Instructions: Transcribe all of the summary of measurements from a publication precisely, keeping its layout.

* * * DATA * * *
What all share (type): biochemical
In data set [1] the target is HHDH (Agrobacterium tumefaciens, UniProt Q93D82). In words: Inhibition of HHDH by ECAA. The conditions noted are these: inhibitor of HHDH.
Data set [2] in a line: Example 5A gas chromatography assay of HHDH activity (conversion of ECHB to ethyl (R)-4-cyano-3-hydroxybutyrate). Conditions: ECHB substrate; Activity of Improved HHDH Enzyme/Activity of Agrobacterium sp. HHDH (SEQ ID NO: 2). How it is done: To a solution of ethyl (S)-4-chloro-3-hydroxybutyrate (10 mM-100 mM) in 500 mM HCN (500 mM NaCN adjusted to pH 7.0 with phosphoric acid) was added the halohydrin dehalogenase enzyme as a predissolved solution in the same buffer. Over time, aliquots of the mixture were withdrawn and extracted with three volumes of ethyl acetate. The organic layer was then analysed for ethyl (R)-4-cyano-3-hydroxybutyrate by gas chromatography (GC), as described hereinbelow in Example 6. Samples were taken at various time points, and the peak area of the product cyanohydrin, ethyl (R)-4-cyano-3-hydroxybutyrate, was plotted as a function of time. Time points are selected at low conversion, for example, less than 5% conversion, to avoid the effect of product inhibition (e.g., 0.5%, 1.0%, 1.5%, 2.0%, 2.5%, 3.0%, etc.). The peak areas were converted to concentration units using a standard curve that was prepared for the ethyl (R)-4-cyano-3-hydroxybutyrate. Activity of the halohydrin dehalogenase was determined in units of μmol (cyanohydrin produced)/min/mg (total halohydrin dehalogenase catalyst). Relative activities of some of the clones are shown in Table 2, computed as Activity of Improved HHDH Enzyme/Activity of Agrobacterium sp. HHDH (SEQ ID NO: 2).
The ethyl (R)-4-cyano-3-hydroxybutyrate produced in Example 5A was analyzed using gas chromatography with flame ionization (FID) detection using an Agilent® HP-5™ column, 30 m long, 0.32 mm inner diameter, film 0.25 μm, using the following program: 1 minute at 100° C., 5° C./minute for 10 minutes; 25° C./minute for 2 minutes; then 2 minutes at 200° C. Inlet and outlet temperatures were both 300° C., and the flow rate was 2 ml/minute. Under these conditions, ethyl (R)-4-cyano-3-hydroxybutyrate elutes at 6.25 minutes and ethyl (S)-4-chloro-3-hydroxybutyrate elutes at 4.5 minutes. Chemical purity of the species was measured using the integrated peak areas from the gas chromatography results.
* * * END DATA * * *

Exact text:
What all share (type): biochemical
In data set [1] the target is HHDH (Agrobacterium tumefaciens, UniProt Q93D82). In words: Inhibition of HHDH by ECAA. The conditions noted are these: inhibitor of HHDH.
Data set [2] in a line: Example 5A gas chromatography assay of HHDH activity (conversion of ECHB to ethyl (R)-4-cyano-3-hydroxybutyrate). Conditions: ECHB substrate; Activity of Improved HHDH Enzyme/Activity of Agrobacterium sp. HHDH (SEQ ID NO: 2). How it is done: To a solution of ethyl (S)-4-chloro-3-hydroxybutyrate (10 mM-100 mM) in 500 mM HCN (500 mM NaCN adjusted to pH 7.0 with phosphoric acid) was added the halohydrin dehalogenase enzyme as a predissolved solution in the same buffer. Over time, aliquots of the mixture were withdrawn and extracted with three volumes of ethyl acetate. The organic layer was then analysed for ethyl (R)-4-cyano-3-hydroxybutyrate by gas chromatography (GC), as described hereinbelow in Example 6. Samples were taken at various time points, and the peak area of the product cyanohydrin, ethyl (R)-4-cyano-3-hydroxybutyrate, was plotted as a function of time. Time points are selected at low conversion, for example, less than 5% conversion, to avoid the effect of product inhibition (e.g., 0.5%, 1.0%, 1.5%, 2.0%, 2.5%, 3.0%, etc.). The peak areas were converted to concentration units using a standard curve that was prepared for the ethyl (R)-4-cyano-3-hydroxybutyrate. Activity of the halohydrin dehalogenase was determined in units of μmol (cyanohydrin produced)/min/mg (total halohydrin dehalogenase catalyst). Relative activities of some of the clones are shown in Table 2, computed as Activity of Improved HHDH Enzyme/Activity of Agrobacterium sp. HHDH (SEQ ID NO: 2).
The ethyl (R)-4-cyano-3-hydroxybutyrate produced in Example 5A was analyzed using gas chromatography with flame ionization (FID) detection using an Agilent® HP-5™ column, 30 m long, 0.32 mm inner diameter, film 0.25 μm, using the following program: 1 minute at 100° C., 5° C./minute for 10 minutes; 25° C./minute for 2 minutes; then 2 minutes at 200° C. Inlet and outlet temperatures were both 300° C., and the flow rate was 2 ml/minute. Under these conditions, ethyl (R)-4-cyano-3-hydroxybutyrate elutes at 6.25 minutes and ethyl (S)-4-chloro-3-hydroxybutyrate elutes at 4.5 minutes. Chemical purity of the species was measured using the integrated peak areas from the gas chromatography results.